Women complain to me about their menopause middle and ask how to get rid of it.  Exercise, good nutrition and sound sleep –  the traits of a healthy lifestyle at any age, are ever more important at middle age.  According to Nancy Clark, author of the upcoming new edition of the best-selling Nancy Clark’s Sports Nutrition Guidebook (Human Kinetics, November 2013), women do not always gain weight during menopause. “Yes, women aged 45 to 50 commonly gain weight as fat settles in and around the abdominal area,” Clark says. “But, these changes are due more to lack of exercise and a surplus of calories than to a reduction of hormones.”

STAY ACTIVEPilates ball exercise
In a three-year study of more than 3,000 women (initial age 42 to 52 years), the average weight gain was 4.6 pounds. The weight gain occurred in all women, regardless of their menopause status. According to Clark, weight gain is not caused by the hormonal shifts of menopause, but by other culprits associated with midlife. That is lack of exercise and excess calories.

Middle age women (and men) tend to be less active which is especially unhealthful as we age.  We need to keep our muscles strong and flexible for many reasons: better balance, good bone mass, and for weight control.

more muscle = faster metabolism = increased calorie burn

You’ve probably dieted a gazillion times by now, has it led to permanent weight loss or are you dieting several times year?  That ought to tell you something about how effective that approach is.  There is no magic bullet when it comes to food or fitness.

What does work is eating fresh, whole foods that are nutrient dense. That is foods that pack a lot nutrition for the amount of calories – think apple vs pretzels.  They may have the same calories but your body gets more satisfaction out of that apple.

Choose movement that you enjoy.  If you like boxing – great! Weight-lifting, Pilates?  Perfer bike riding to dancing?  Do what feels good.  Mix up some resistance training with activities that increase your heart rate enough so that you can talk but not sing while you are doing it and you’ve got a good aerobic pace.

exercise 3 – 5x/wk for at least 30-minutes.

Once you experience how good it feels to live in a strong, fit and healthy body, you’ll want to keep it that way.  You only have one body, one life.  It is mostly up to you how you’re going to feel in it.  Of course, you’ll probably reduce or get rid of the menopause middle too.  That’s just the bonus.  Feeling great in your own skin is the real prize.




  1. Lori O

    Great article … especially since I can relate!
    In all my experience as a 53 year old women with regular menstrual cycles, normal pregnancies, consistently active, healthy diet, no medications including birth control … the only stage in my life that was challenging to maintain a balance of energy to battle weight gain began as menopause approached and evened out as menopause came to an end. Every other stage was clearly due to a lack of discipline with diet &/or exercise, and was easily remedied with diligence.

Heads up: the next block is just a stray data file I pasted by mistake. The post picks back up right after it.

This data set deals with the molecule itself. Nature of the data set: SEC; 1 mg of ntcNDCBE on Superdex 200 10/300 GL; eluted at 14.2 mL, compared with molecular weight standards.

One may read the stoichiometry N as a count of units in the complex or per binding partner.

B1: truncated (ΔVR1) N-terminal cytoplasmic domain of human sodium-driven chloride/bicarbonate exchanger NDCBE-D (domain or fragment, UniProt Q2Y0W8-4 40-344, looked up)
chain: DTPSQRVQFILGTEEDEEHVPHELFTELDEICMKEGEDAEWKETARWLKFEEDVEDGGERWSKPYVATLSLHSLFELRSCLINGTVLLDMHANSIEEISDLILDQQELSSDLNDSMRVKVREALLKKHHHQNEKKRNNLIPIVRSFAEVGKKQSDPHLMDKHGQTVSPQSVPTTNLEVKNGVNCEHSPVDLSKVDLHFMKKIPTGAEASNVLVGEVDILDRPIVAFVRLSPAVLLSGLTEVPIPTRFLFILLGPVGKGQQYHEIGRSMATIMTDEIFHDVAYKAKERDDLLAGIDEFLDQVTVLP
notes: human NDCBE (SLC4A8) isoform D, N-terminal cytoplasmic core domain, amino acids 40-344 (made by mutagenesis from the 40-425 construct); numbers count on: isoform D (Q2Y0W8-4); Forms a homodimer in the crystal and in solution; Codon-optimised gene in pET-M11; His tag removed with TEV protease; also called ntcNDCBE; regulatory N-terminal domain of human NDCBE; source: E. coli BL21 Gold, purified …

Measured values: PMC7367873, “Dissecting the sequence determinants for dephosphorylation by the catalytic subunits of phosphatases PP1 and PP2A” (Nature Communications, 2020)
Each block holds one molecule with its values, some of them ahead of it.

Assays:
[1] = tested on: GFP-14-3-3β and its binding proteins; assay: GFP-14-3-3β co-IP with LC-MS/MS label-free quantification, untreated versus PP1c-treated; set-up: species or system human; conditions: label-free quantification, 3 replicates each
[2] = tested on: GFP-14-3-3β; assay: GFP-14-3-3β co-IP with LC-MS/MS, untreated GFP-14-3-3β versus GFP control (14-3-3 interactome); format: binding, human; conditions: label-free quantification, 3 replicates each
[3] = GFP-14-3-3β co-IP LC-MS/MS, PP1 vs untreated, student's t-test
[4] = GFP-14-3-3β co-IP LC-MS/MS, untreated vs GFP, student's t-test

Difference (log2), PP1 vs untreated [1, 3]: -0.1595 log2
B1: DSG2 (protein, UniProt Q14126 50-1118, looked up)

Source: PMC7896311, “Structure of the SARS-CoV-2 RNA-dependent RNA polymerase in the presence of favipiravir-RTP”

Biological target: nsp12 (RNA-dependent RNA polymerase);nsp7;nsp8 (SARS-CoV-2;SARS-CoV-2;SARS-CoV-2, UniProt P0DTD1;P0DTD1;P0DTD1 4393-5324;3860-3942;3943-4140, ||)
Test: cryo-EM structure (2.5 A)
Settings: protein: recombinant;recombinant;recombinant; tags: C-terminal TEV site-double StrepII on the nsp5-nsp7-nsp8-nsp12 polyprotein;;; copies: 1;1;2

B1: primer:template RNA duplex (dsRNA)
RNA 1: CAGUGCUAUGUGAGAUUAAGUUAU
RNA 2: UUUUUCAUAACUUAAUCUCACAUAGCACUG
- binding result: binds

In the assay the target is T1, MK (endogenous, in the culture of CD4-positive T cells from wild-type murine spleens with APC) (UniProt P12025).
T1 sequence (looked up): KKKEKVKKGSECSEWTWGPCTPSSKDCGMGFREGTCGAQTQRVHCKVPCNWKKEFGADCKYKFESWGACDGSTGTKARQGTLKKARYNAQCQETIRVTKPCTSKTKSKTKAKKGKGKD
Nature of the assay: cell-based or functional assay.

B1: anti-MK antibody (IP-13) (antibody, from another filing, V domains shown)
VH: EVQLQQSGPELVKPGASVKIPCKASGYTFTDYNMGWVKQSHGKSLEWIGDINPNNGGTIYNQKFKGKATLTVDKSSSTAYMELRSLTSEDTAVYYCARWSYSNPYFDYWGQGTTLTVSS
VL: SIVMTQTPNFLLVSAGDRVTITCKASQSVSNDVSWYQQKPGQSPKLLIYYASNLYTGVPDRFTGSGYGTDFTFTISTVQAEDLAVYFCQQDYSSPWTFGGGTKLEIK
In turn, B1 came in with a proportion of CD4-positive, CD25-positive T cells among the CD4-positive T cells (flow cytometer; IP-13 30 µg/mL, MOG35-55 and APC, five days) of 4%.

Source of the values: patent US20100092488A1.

I must say, there was an additional component I had to overcome during the onset of menopause that involved poor quality of sleep, very uncomfortable hot flashes, random menstrual cycles, general malaise, trying to keep up to speed with work, family, socializing and wiped out at the end of each day! It was not as basic as staying active and cleaning up my diet, so I empathize with women who have a difficult time during menopause. In my particular circumstance, it wasn’t until several months passed without a menstrual cycle that everything seemed to settle down and even out! Thank Goodness!

    1. JoAnn Post author

      Lori thank you for you comments. You bring up a very important point about how hormone shifts during perimenopause and menopause negatively affects sleep. Inability to sleep soundly is a culprit in many health issues. Lack of sleep has been implicated in weight gain in many studies. Every woman will experience menopause differently. And as you say it may not be as simple as cleaning up your diet and getting active. If those things ARE already in place, time to try other alternatives. For some hormone replacement is the answer; for others, like myself herbs may help. I turn to Maca, St John’s Wort and Rhodiola. Glad to hear that things have evened out for you and thanks for sharing.

  2. Grndma Chris

    Wait a coincidence that I read your post this morning, while eating breakfast I had a thought come to me. All of my life I have been little, barely weighing in at 110, I have always been very active and easily kept my petite figure the same even after 3 children. I was getting ready to post a blog about living in a delusion my whole about thinking that I actually was going to be able to control my weight/size my whole life as long as I exercised and watched what I ate…wrong. I am right now 20 pounds heavier, despite practically living on air and exercising my best, I have not been able to drop a single pound in 2 years. The menopausal weight gain is real, and sad to say that hormones really do affect every aspect of your life whether positive or negative.

    1. JoAnn Post author

      If good nutrition and exercise is already a part of your lifestyle I’d say yes hormones are the culprit. I think Nancy Clark and researchers also point to the very real reality that many people, men and women, do not have such a healthy lifestyle and tend to blame things like hormones when it could be lifestyle choices that cause weight gain. I also know women who have greatly suffered through perimenopause then tried and and have found relief (including weight control) with bioidentical hormone replacement.
      Thanks for sharing your experiences.


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